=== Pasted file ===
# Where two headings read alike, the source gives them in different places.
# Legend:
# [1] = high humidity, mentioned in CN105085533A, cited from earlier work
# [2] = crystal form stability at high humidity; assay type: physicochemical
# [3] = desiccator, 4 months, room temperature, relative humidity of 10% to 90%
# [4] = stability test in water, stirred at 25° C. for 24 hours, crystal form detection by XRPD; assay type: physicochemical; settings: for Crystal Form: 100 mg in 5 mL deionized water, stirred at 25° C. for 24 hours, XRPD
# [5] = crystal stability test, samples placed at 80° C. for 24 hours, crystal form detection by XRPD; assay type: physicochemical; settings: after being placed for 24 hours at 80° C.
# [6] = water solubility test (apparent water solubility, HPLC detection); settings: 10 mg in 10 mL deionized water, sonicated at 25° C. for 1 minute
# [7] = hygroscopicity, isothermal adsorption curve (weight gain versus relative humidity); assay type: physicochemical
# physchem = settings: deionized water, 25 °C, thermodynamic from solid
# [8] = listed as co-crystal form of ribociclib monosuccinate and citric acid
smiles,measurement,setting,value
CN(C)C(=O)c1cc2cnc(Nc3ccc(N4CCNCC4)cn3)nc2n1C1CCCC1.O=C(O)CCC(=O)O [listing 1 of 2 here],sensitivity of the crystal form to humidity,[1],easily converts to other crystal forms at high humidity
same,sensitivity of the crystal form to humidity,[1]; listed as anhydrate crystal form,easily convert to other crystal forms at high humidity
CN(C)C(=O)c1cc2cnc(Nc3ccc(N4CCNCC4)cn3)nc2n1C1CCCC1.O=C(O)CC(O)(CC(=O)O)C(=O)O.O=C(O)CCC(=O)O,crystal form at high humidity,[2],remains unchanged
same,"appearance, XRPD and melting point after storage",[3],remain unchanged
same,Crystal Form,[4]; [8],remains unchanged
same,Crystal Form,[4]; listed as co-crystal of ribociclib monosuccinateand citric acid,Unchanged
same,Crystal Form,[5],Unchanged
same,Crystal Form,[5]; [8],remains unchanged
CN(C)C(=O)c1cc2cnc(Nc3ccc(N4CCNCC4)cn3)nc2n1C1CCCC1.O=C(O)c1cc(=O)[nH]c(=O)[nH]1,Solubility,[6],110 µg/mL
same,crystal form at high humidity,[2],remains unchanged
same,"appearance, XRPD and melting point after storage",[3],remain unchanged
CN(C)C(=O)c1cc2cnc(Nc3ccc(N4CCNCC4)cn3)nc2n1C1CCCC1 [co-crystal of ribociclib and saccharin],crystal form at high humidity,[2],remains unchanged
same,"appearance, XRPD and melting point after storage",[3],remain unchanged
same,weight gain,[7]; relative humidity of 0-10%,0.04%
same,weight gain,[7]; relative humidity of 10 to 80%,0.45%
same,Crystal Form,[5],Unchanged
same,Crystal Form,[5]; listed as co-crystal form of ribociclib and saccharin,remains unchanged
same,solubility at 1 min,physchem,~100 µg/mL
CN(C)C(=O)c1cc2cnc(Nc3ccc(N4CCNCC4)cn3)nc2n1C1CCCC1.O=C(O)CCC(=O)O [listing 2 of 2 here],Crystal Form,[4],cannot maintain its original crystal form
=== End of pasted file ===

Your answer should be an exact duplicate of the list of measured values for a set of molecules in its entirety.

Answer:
# Where two headings read alike, the source gives them in different places.
# Legend:
# [1] = high humidity, mentioned in CN105085533A, cited from earlier work
# [2] = crystal form stability at high humidity; assay type: physicochemical
# [3] = desiccator, 4 months, room temperature, relative humidity of 10% to 90%
# [4] = stability test in water, stirred at 25° C. for 24 hours, crystal form detection by XRPD; assay type: physicochemical; settings: for Crystal Form: 100 mg in 5 mL deionized water, stirred at 25° C. for 24 hours, XRPD
# [5] = crystal stability test, samples placed at 80° C. for 24 hours, crystal form detection by XRPD; assay type: physicochemical; settings: after being placed for 24 hours at 80° C.
# [6] = water solubility test (apparent water solubility, HPLC detection); settings: 10 mg in 10 mL deionized water, sonicated at 25° C. for 1 minute
# [7] = hygroscopicity, isothermal adsorption curve (weight gain versus relative humidity); assay type: physicochemical
# physchem = settings: deionized water, 25 °C, thermodynamic from solid
# [8] = listed as co-crystal form of ribociclib monosuccinate and citric acid
smiles,measurement,setting,value
CN(C)C(=O)c1cc2cnc(Nc3ccc(N4CCNCC4)cn3)nc2n1C1CCCC1.O=C(O)CCC(=O)O [listing 1 of 2 here],sensitivity of the crystal form to humidity,[1],easily converts to other crystal forms at high humidity
same,sensitivity of the crystal form to humidity,[1]; listed as anhydrate crystal form,easily convert to other crystal forms at high humidity
CN(C)C(=O)c1cc2cnc(Nc3ccc(N4CCNCC4)cn3)nc2n1C1CCCC1.O=C(O)CC(O)(CC(=O)O)C(=O)O.O=C(O)CCC(=O)O,crystal form at high humidity,[2],remains unchanged
same,"appearance, XRPD and melting point after storage",[3],remain unchanged
same,Crystal Form,[4]; [8],remains unchanged
same,Crystal Form,[4]; listed as co-crystal of ribociclib monosuccinateand citric acid,Unchanged
same,Crystal Form,[5],Unchanged
same,Crystal Form,[5]; [8],remains unchanged
CN(C)C(=O)c1cc2cnc(Nc3ccc(N4CCNCC4)cn3)nc2n1C1CCCC1.O=C(O)c1cc(=O)[nH]c(=O)[nH]1,Solubility,[6],110 µg/mL
same,crystal form at high humidity,[2],remains unchanged
same,"appearance, XRPD and melting point after storage",[3],remain unchanged
CN(C)C(=O)c1cc2cnc(Nc3ccc(N4CCNCC4)cn3)nc2n1C1CCCC1 [co-crystal of ribociclib and saccharin],crystal form at high humidity,[2],remains unchanged
same,"appearance, XRPD and melting point after storage",[3],remain unchanged
same,weight gain,[7]; relative humidity of 0-10%,0.04%
same,weight gain,[7]; relative humidity of 10 to 80%,0.45%
same,Crystal Form,[5],Unchanged
same,Crystal Form,[5]; listed as co-crystal form of ribociclib and saccharin,remains unchanged
same,solubility at 1 min,physchem,~100 µg/mL
CN(C)C(=O)c1cc2cnc(Nc3ccc(N4CCNCC4)cn3)nc2n1C1CCCC1.O=C(O)CCC(=O)O [listing 2 of 2 here],Crystal Form,[4],cannot maintain its original crystal form